Royal Medal awards

THREE Royal Medals for outstanding achievement have been awarded by the Royal Society of Edinburgh (RSE).

Lord Sutherland of Houndwood, the RSE’s president, made the presentations to Professor Sir Philip Cohen, FRS, FRSE; Professor Sir Neil MacCormick, FRSE, FBA, QC; and Professor Robin Milner, FRS, FRSE, yesterday.

The RSE said it had selected the medallists "in recognition of intellectual endeavour which has had a profound influence on people’s lives, worldwide".

Professor Sir Philip Cohen, of Dundee University, was awarded his medal for his outstanding contribution to life sciences.

The RSE said: "Sir Philip’s discoveries in the role of protein phosphorylation and its deregulation in major diseases, particularly diabetes, have led to the development of a new scientific investigation and also to the development of new therapeutic drugs.

"At the University of Dundee, Sir Philip Cohen has played a major part in the remarkable recent development of life sciences. His enthusiasm, energy and influence have been crucial in the recruitment of many leading life scientists to Dundee and the establishment of the new Wellcome Trust Building and the associated Biocentre.

"His efforts have had a significant effect on the economy of Dundee, both in terms of direct employment at the Biocentre and in the establishment of industrial spin-offs.

"He is leading the construction of the Centre for Interdisciplinary Research, a new research building for the School of Life Sciences due to open in 2005. Sir Philip has made, and continues to make, a major contribution to the life sciences in Scotland."

Professor Sir Neil MacCormick, one of the world’s leading philosophers of law, was appointed Regius Professor of Public Law and the Law of Nature and Nations in the University of Edinburgh in 1972. Sir Neil was awarded a medal for his outstanding contribution to academic life in Scotland and internationally, particularly in the field of legal philosophy.

The RSE said: "His central contribution to the scholarship of the philosophy of law has been the concept of law as ‘institutional fact’. Sir Neil has built upon and critically revised the work of the leading legal philosopher of the mid-20th century, HLA Hart, but has also established his own reputation with five major books and numerous essays, notably on the legal theory of the Scottish Enlightenment; legal reasoning as a branch of practical reason; the theory of sovereignty in the context of the European Union, and on social democracy, liberalism and nationalism.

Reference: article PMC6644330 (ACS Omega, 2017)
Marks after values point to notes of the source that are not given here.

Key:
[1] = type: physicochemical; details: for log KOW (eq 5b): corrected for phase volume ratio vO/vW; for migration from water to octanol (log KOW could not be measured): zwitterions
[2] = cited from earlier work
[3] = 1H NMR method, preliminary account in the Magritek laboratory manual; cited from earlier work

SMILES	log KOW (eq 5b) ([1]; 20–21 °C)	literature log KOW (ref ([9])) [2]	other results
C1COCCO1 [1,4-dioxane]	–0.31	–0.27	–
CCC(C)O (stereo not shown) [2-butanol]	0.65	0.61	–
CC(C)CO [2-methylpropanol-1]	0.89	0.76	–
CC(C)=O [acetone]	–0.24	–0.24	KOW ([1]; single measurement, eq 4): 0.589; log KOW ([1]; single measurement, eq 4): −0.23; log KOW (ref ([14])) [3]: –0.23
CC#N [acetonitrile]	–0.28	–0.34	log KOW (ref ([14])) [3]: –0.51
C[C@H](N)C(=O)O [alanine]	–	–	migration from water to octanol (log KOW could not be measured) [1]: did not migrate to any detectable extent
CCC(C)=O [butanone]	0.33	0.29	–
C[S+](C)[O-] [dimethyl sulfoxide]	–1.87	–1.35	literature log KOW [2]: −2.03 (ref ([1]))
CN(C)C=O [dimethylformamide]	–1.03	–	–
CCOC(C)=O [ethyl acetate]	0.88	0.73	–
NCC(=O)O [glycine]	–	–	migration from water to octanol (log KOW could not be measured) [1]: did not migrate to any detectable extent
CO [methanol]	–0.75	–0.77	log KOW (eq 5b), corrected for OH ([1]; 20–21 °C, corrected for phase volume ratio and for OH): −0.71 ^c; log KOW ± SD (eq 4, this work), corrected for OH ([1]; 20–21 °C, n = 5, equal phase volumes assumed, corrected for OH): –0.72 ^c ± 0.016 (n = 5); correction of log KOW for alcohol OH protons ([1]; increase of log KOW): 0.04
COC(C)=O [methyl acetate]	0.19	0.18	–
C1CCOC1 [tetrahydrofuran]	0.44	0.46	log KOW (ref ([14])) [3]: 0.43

"As a member of the recent convention that drafted the proposed Constitutional Treaty for the European Union, he has had an opportunity to bring together theory and practice in an unusual way.

"His boundless personal generosity has won him a host of friends and admirers everywhere, but he has never lost sight of, or touch with, Scotland in either academic or political terms. He is one of the most distinguished Scots of his generation."

Professor Robin Milner was awarded a medal for his outstanding contributions to software engineering which have changed the face of modern computer science.

The RSE said: "His first major contribution to computer science was to invent the notion of a proof assistant whereby one could give the computer the structure of the proof via so-called tactics, and have it carry out the details.

"His Calculus of Communicating Systems was one of the first to demonstrate the power of a small formalism tuned to a particular area, in contrast to a large mathematically unwieldy programming language.

"His next major contribution was pi-calculus, a language which has been extremely influential in the scientific study of mobile computation and has also found numerous applications, for example in languages for the worldwide web and for computer security protocols. He is the fourth most cited author in computing science according to the NEC citation index.

"Robin Milner is one of the world’s leading computer scientists, developing and applying mathematical logic. His contributions to computer science have been enormous."

Prof Milner became a lecturer at the University of Edinburgh in 1973, obtaining a Personal Chair in 1984. In 1995, he took up the first established Chair at Cambridge.